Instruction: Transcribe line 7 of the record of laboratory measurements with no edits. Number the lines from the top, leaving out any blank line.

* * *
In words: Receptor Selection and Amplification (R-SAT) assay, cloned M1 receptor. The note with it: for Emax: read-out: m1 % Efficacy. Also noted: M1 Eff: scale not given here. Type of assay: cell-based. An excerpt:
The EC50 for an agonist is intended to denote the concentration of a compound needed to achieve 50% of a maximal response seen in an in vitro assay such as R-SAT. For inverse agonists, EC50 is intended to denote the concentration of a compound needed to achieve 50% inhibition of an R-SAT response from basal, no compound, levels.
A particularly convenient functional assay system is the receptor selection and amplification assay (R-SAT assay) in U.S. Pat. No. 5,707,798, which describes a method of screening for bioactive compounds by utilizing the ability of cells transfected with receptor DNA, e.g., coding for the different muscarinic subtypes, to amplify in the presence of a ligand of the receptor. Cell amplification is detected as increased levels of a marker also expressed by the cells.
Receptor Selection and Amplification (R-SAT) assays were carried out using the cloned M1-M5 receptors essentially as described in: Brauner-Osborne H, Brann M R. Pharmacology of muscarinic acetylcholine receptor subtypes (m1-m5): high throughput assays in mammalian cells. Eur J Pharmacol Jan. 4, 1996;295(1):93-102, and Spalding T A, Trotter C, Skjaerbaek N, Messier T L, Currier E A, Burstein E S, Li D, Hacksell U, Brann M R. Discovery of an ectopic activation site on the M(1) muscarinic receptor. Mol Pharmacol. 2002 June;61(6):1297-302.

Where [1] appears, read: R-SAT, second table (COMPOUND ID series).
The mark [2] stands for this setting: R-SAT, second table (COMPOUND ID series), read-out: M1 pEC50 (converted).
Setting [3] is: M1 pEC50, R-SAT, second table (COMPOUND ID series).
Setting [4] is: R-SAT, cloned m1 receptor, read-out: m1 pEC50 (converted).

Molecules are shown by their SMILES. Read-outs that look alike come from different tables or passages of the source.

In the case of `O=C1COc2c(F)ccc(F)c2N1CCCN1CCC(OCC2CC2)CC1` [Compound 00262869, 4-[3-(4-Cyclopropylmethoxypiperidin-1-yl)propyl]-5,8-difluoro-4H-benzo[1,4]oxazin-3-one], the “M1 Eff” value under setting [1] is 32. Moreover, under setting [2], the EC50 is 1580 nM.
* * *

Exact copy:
Setting [3] is: M1 pEC50, R-SAT, second table (COMPOUND ID series).